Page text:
Routt County saw strong voter turnout in Tuesday’s election |

Routt County saw strong voter turnout in Tuesday’s election

A small crowd gathers around as the final election results are posted at the Routt County Courthouse on Tuesday, Nov. 5.
Shelby Reardon

STEAMBOAT SPRINGS — Routt County voters hit the polls harder than the rest of the state.

Of the county’s 19,740 registered voters, 8,903 cast ballots in Tuesday’s coordinated election, meaning 45.1% of voters participated, according to data from the Routt County Clerk and Recorder’s Office. This is higher than the statewide voter turnout of 40.5%, according to data from the Colorado Secretary of State’s Office.

In the 2017 coordinated election, 36% of Routt County voters turned out, and in the 2015 coordinated election, 43% voted.

About 45.4% of city voters, 4,835 out of 10,652, cast ballots in the municipal election that included the Steamboat Springs City Council election and ballot measure 2A, a 2-mill property tax to fund fire and emergency services.

The Steamboat Springs School District, which had a bond issue, two mill levies and several school board candidate races on the ballot, saw higher voter turnout of 47.3% with 7,191 ballots out of 15,199 cast.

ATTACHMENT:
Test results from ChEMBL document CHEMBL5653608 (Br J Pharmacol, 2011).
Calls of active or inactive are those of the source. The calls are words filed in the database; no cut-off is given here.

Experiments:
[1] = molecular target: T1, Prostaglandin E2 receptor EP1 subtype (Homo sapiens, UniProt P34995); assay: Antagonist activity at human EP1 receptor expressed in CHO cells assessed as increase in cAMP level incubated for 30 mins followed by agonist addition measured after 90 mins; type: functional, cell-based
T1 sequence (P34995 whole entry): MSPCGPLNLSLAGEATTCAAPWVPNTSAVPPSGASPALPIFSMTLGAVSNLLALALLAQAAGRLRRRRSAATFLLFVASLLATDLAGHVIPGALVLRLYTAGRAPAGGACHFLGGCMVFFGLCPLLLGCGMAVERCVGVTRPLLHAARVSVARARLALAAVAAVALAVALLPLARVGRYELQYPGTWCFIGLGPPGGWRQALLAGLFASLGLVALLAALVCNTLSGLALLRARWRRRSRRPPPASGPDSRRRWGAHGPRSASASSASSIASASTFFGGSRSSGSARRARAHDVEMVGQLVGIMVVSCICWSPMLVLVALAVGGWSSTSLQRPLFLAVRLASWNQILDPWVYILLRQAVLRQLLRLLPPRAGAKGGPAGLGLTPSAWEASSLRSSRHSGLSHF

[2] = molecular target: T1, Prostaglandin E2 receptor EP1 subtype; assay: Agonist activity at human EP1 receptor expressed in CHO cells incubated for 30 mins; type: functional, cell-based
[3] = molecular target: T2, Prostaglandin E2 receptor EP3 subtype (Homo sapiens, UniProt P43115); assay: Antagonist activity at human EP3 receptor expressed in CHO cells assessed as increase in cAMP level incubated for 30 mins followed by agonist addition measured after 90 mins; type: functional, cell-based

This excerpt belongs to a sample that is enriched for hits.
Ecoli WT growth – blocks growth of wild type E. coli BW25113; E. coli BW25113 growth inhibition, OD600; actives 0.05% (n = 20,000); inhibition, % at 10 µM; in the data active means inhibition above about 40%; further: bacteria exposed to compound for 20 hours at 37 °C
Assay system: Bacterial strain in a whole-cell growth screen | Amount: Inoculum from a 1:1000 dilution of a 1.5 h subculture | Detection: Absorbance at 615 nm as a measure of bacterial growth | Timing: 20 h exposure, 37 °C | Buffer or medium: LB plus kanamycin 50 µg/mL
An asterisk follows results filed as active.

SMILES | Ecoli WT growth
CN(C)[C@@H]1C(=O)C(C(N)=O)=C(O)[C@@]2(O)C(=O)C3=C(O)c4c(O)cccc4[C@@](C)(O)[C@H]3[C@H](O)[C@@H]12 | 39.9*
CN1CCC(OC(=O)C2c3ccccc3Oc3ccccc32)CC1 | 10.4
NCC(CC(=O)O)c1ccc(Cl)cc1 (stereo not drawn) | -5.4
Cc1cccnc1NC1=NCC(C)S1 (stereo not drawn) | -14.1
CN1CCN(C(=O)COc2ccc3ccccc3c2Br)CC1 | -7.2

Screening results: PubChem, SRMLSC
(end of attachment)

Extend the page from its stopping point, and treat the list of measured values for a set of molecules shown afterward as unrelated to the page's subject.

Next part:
“It was pretty darn good for a coordinated election year,” said Routt County Clerk and Recorder Kim Bonner. “We typically are more close to 35% to 40% in years like this, and it was close to 50%. I thought that was good.”

While most of the ballots have been counted, Bonner said about 125 to 150 could still be outstanding.

Some of those outstanding ballots were returned to voters to correct missing signatures or signatures that don’t match what is on file at the Colorado Secretary of State’s Office. Those voters have until Thursday, Nov. 14, to fix voting errors on those ballots.

In the coming weeks, the Clerk and Recorder’s Office will also complete a risk limiting audit required by the state.

“We’re already preparing for the March 3 (2020) election,” Bonner said. “We’ve submitted plans to the secretary of state — our mail ballot plan and our security plan. Elections start well before the election date, and they go beyond that, too.”

To reach Eleanor Hasenbeck, call 970-871-4210, email or follow her on Twitter @elHasenbeck.

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